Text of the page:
Outlook Still Shaky Despite Jobs Gain in July
August 7, 2012 11:52 am
The Bureau of Labor Statistics released its monthly jobs report Friday, bearing the unexpectedly high July growth rate of 163,000 new jobs — more than double the adjusted number of 64,000 jobs added in June. Both President Obama and Mitt Romney immediately seized on the new numbers as a instrument of political gain.
Obama referred to the report as an indicator that, “Those are our neighbors, family members finding work and the security that comes with work.” Romney on the other hand referred to the slight uptick of the unemployment rate to 8.3% as, “another hammer blow to America’s middle class.” General knowledge has monthly job gains over 150,000 as a boon to Obama’s political future, with job gains under 100,000 helping Mitt Romney, but the reality of the situation is that the pain of the recession if far from over, and even if job growth remains static around 150,000 per month, the modest gains will be too little to help the 43 states that have not recovered from the downturn.
Professional and business services (white-collar) added 49,000 jobs, and manufacturing was up as well, with 25,000 new jobs, including 12,800 in the auto industry. Local and state governments continued to struggle (no surprise), losing 9,000 jobs in July. (Overall, the public sector has shed 648,000 jobs since Obama took office.) The construction sector remained largely unchanged. As stated previously, the unemployment rate jumped slightly (one-tenth of a percent) to 8.3%, due largely to an influx of new job-seekers. Joblessness fell about half a percentage point for African-Americans, and a full percentage point for Latinos.
Unease around fiscal policy contributing to recovery didn’t stop with the higher-than-average numbers. Many analysts feel that Europe’s chaos and the forthcoming fiscal cliff could contribute to a difficult economic picture for the second-half of 2012. In a letter to investors, Michelle Meyer, senior U.S. economist for Bank of American Merrill Lynch, gives her prognosis on growth as it relates to consumers:
While this is better-than-expected news, it does not change our cautious outlook for the second half of the year. We continue to believe that the uncertainty from the fiscal cliff combined with spillover from the crisis in Europe will result in slower growth in the U.S. Businesses will likely hold off capital expenditures, and households will likely postpone big-ticket purchases.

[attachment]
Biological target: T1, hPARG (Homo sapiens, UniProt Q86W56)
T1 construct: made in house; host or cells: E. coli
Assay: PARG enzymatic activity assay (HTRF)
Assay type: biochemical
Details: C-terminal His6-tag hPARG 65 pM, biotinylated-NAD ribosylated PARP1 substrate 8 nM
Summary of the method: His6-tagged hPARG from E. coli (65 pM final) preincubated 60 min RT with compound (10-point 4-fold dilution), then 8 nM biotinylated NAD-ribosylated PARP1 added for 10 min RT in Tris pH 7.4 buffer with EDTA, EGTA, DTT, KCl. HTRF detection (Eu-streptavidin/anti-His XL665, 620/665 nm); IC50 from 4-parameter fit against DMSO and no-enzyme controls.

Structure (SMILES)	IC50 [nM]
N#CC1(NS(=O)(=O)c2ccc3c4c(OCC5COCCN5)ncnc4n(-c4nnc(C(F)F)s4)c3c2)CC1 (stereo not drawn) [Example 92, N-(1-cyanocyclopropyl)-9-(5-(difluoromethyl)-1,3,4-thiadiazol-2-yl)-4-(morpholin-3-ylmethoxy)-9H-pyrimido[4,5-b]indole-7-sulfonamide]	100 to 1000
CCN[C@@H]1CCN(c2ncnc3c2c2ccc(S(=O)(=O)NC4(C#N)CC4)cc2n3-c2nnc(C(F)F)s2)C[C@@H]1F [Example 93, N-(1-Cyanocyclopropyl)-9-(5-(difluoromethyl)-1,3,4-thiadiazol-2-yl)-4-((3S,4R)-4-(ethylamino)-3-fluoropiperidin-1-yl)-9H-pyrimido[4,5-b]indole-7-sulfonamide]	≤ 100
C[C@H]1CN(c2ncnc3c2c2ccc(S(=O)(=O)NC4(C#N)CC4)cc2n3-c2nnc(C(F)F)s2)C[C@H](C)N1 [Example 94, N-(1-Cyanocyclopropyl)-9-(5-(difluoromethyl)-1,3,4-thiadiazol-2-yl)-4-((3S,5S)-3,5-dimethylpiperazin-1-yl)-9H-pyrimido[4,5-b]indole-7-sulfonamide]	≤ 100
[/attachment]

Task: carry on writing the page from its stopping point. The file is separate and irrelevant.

Prior to the release of the report, the Fed indicated that it would not take new action to stimulate the economy, but will continue to swap short-term bonds for longer-term bonds, and may discuss further easing policies at their September meeting.
Greg Sargent, writing for the Washington Post, lashes out against those who view the job outlook simply as political currency heading into November:
Part of the problem is that we tend to analyze the economic news through the prism of the presidential race, rather than as a window on to a genuine humanitarian crisis that has inflicted years of suffering on millions and millions of Americans. (Don Peck’s excellent book documents the extent to which mass unemployment, and the wrenching changes that are occuring in the wake of the Great Recession, are taking a severe social, cultural, and psychological toll on those who have been hit hardest by it.) And so, if the jobs numbers are above 150,000 — the benchmark set by many analysts — that’s seen by Obama partisans as “good news.” If they are below that, or below 100,000, it’s “bad news” for Obama. What’s lost in this calculus is that both outcomes continue to represent a status quo that’s unacceptable
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